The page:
-- If Jesus was a carpenter, what better profession could there be?

View MT_Stringer's profile

MT_Stringer

2113 posts in 1982 days


#6 posted 05-05-2014 06:02 AM

You can never have too many routers. :-). Or clamps.
I smile every time I turn on my 1023. Yes it has the router wing. I keep a router mounted with a round over bit ready to go. I also have a router table top I can set up for other routing operations.
Good luck.

-- Handcrafted by Mike Henderson - Channelview, Texas

View knotscott's profile

knotscott

5604 posts in 2126 days


#7 posted 05-05-2014 09:30 AM

If you’ve got the space, a free standing router table is the way to go IMO. If you’re space challenged like I am, a router table built into the saw is an excellent space saver.

-- Happiness is like wetting your pants...everyone can see it, but only you can feel the warmth....

View EastLake's profile

EastLake

45 posts in 288 days


#8 posted 05-05-2014 12:00 PM

Matt,

There is nothing worse than being on the fence about something and not knowing which way to go. Bottom line, get what you want, and a little more, because you will always wish it did “x” more like “y” model does.

Secondly, I have put a router table onto the side of my own Griz 0444Z TS. Fabricated a lift system that works great and built a fence that slid over the tablesaw fence with a dust port. It worked good and kept the space down. I have always been a fan of the tablesaw inserts for small shops if you need to keep space down.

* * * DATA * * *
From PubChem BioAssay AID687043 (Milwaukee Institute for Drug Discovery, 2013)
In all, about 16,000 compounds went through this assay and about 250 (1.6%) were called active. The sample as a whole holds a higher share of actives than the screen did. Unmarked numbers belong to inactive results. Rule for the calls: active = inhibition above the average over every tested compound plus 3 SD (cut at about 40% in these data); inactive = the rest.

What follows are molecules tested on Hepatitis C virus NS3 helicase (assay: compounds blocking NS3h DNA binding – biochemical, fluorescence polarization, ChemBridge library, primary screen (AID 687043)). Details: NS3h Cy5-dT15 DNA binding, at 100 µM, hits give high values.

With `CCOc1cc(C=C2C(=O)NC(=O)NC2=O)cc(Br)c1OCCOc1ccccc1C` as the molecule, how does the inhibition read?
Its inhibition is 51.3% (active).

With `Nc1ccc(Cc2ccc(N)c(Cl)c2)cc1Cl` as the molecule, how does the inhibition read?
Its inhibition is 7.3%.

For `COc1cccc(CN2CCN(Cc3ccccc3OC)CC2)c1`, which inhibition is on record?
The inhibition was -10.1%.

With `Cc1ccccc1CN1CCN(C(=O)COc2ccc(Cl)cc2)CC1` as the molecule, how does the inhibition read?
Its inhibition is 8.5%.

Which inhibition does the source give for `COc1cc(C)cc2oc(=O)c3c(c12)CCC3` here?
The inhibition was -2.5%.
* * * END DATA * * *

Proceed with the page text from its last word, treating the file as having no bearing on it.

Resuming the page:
However, having just gotten a G1035 Shaper, there is something to be said for a separate machine that you don’t have to constantly raise and lower to use the tablesaw on. If you mess up a piece, you can just recut it on the separate shaper/router table instead of having to readjust the height on your tablesaw insert.

Bottom line, IMHO, if you are spending $400 anyway and have the space, get the separate unit. Ask yourself:
1.) What do I need to do the job?
2.) Do I have the space for what I want, or do I need to find other options?

Where the two intersect is your answer.

-- Mark, Western New York, East Lake Woodcraft

View robdem's profile

robdem

337 posts in 1357 days


#9 posted 05-05-2014 12:25 PM

Matt I have the 715 .just came back from grizzly in pa spoke to one of there repair techs about problems having with the 715 blade alignment . He gave me some advice on how to possibly fix it . Asked him if I decide to buy a new saw which one he would recommend . He said he would buy the 1023 due to less moving parts and easier maintenance . He also said the send out less replacement parts for this saw then others . Just my 2 cents

View MattyMattAg's profile

MattyMattAg

34 posts in 234 days


#10 posted 05-05-2014 01:32 PM

Wow guys, this is some great information and exactly why I decided to join this community and leave the other I was a part of.

Going to visit the wife’s folks in a couple of weeks and go to Springfield. Going to pick up my 1023… probably a wash on fuel compared to shipping charges, but I at least control the delivery.

Fine Woodworking has done tool reviews on router tables, and I know there are a ton here as well. Going to read through the old archives, but if anyone has a suggestion on a good router table in the $400 range, feel free to mention it along with things to avoid.